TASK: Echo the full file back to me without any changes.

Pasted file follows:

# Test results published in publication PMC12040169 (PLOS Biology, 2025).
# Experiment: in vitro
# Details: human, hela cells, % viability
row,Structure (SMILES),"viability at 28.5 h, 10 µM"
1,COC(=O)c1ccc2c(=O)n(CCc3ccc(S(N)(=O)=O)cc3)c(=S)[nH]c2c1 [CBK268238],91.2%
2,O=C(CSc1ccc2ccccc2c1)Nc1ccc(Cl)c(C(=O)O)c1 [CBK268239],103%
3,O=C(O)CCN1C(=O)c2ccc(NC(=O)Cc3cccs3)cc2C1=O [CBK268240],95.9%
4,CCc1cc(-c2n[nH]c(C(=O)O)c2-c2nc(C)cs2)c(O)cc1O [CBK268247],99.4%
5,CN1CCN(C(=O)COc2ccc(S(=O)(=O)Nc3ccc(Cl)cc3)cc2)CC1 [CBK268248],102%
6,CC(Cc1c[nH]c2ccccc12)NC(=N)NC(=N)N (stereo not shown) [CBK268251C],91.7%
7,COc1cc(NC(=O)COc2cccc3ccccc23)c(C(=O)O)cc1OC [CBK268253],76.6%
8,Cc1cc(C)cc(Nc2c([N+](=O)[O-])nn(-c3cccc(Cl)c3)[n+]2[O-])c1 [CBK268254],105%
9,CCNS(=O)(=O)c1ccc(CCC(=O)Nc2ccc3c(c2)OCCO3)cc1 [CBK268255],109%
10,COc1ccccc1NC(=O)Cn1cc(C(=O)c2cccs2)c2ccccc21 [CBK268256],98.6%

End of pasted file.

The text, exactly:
# Test results published in publication PMC12040169 (PLOS Biology, 2025).
# Experiment: in vitro
# Details: human, hela cells, % viability
row,Structure (SMILES),"viability at 28.5 h, 10 µM"
1,COC(=O)c1ccc2c(=O)n(CCc3ccc(S(N)(=O)=O)cc3)c(=S)[nH]c2c1 [CBK268238],91.2%
2,O=C(CSc1ccc2ccccc2c1)Nc1ccc(Cl)c(C(=O)O)c1 [CBK268239],103%
3,O=C(O)CCN1C(=O)c2ccc(NC(=O)Cc3cccs3)cc2C1=O [CBK268240],95.9%
4,CCc1cc(-c2n[nH]c(C(=O)O)c2-c2nc(C)cs2)c(O)cc1O [CBK268247],99.4%
5,CN1CCN(C(=O)COc2ccc(S(=O)(=O)Nc3ccc(Cl)cc3)cc2)CC1 [CBK268248],102%
6,CC(Cc1c[nH]c2ccccc12)NC(=N)NC(=N)N (stereo not shown) [CBK268251C],91.7%
7,COc1cc(NC(=O)COc2cccc3ccccc23)c(C(=O)O)cc1OC [CBK268253],76.6%
8,Cc1cc(C)cc(Nc2c([N+](=O)[O-])nn(-c3cccc(Cl)c3)[n+]2[O-])c1 [CBK268254],105%
9,CCNS(=O)(=O)c1ccc(CCC(=O)Nc2ccc3c(c2)OCCO3)cc1 [CBK268255],109%
10,COc1ccccc1NC(=O)Cn1cc(C(=O)c2cccs2)c2ccccc21 [CBK268256],98.6%